trial commodity prices will be the
strongest Farm products prices do
not promise as much action. Lead
ing the' rise will be non-ferrous
metals, steel scrap, and hides. The
readjustment between supply and
demand is quicker in these indus
trial materials than it is in farm
, products. But the latter will move
upward somewhat from present
Farm Outlook Fair
Sharper control in' 1938 will be
seen " over cotton, corn, and wheat
acreage. Prices 'will end the . new
year well above today's levels.
Without a crop failure, however,
present carry-overs ' are so largt
' that " they can prevent any wild
boom , in quotations. Moreover, I
expect;, to see a further drop in
-beef, hog, 'and lamb prices, Butter,
milk,' ' eggs, ' and -poultry will also
be Cheaper next year,-due to lower
.'1 feed costs.
If woiild' be foolhardy to attempt
any '"fixed forecast of farm income
Barring crop disasters, however,
mv Mtimatp i for tntal' scrim ltiiral
rrreints next veaf tn ' drrin 5 ' to 10
rj r - - - o
cent' under the 1937' figures.
iw innsp rnr mm itasr vrar. nc
II II I Willi II I .1 1 I I IHI W III'IIXI I II I V W I i
otfbe much cheaper than they
e'rfe in 1937. while farm tirices will
during, the past 12 months.
ui me -aoove. sijuauan,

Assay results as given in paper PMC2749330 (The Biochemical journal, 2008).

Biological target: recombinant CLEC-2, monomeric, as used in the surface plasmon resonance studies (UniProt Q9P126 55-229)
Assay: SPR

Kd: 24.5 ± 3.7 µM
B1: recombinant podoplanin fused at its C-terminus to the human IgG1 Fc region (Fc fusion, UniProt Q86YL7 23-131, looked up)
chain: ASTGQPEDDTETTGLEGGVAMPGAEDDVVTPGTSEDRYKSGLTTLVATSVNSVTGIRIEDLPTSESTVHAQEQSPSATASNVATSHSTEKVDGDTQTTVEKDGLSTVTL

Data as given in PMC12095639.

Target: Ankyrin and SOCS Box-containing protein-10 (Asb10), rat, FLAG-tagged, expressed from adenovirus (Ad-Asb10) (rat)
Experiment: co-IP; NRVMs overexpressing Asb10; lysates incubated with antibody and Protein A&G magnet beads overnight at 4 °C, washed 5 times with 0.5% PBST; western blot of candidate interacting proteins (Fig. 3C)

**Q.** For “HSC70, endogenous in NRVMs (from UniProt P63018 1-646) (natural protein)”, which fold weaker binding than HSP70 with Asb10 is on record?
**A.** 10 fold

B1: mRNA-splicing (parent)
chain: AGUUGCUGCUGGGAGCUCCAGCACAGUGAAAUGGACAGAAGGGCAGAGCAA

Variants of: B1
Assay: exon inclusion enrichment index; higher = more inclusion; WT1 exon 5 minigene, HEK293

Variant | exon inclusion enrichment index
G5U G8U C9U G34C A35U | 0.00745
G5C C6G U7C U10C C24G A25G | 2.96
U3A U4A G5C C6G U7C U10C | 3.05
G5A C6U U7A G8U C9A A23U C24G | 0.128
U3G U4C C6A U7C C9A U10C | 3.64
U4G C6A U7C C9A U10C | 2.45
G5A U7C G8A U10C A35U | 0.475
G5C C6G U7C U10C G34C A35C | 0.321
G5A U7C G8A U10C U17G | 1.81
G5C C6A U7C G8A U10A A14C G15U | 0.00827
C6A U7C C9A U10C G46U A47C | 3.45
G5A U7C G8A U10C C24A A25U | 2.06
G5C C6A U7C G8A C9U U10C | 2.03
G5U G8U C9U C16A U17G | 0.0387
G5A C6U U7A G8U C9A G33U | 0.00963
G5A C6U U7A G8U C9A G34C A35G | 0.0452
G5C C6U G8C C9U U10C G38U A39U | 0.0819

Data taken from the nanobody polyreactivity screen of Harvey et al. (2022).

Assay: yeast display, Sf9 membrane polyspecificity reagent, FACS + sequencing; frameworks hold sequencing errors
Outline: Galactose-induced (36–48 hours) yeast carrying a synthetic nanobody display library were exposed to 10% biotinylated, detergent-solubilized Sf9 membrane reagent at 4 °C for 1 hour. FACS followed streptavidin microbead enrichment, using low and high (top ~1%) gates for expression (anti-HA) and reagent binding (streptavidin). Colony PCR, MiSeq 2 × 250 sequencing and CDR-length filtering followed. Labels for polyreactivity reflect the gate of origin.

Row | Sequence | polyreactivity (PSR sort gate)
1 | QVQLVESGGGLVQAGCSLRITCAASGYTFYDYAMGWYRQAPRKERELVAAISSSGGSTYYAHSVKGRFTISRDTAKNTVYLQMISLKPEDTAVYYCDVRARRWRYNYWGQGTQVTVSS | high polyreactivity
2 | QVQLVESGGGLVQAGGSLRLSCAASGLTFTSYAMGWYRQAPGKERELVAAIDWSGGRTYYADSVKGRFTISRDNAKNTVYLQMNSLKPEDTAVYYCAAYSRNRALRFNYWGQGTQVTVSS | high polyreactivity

Roger W. Babson's Business Pattern for 1938
Business: Big gain over current levels.
Trend: Strong uptrend; average below 1937, .
Congress: Will give business needed relief.
Prices: Five per cent gain over present level at wholesale.
Farms: Income down; profits slightly lower.
Labor: Few .'wage changes; more jobs in fall.
Strikes: Big drop in strikes feature of year.
Retail Trade: Sales below 1937; price tags lower.
Living Costs: Clothing, food to lead minor decline.
Buiid.ng: Good pickup to begin by midyear.
Rej-d Estate: Values, activity to improve; rents firm.
Stocks: Strong rise as business picks up.
Bonds: Substantial advance in medium grades..
. Foreign: Trade to slow down; no European war.
Summary: 1938 to see resumption of recovery. I
farm land values will show little
change tor the year.
What About Wages and Strikes?
.Industrial workers, alter getting
away to a poor start, should have
a fair year., During the first few
months, unemployment will be ser
ious. Hundreds of factories haVe
slowed down or closed completely.
There are probably, a million more
jobless since last Labor Day. But
the unions are clinging to their
wage scaies ws,, ucbPc..iwjr
antique collector to a family heir-
loom. Despite poor business in the
first quarter, I do not foresee any
material change in industrial wage
rates next year, certainly none on
the upside !
One of the features of 1938 will
be the sharp decline in labor's in
fluence. After a year of almost